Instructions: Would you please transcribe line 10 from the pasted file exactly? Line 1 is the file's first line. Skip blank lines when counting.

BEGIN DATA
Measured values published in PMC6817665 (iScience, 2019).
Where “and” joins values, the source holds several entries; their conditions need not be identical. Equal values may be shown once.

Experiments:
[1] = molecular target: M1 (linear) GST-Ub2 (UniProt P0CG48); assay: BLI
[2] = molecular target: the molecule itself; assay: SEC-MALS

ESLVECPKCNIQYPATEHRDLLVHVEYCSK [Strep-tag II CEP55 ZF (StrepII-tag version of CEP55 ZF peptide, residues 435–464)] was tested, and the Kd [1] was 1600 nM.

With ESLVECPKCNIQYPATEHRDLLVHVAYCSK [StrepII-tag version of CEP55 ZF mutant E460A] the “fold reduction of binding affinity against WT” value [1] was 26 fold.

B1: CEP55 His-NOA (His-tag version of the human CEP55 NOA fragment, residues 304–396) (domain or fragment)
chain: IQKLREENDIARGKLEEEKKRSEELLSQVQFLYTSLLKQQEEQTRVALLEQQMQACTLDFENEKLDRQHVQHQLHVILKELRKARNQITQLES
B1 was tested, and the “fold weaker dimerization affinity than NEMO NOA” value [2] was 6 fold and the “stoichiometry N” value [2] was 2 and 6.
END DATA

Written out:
B1 was tested, and the “fold weaker dimerization affinity than NEMO NOA” value [2] was 6 fold and the “stoichiometry N” value [2] was 2 and 6.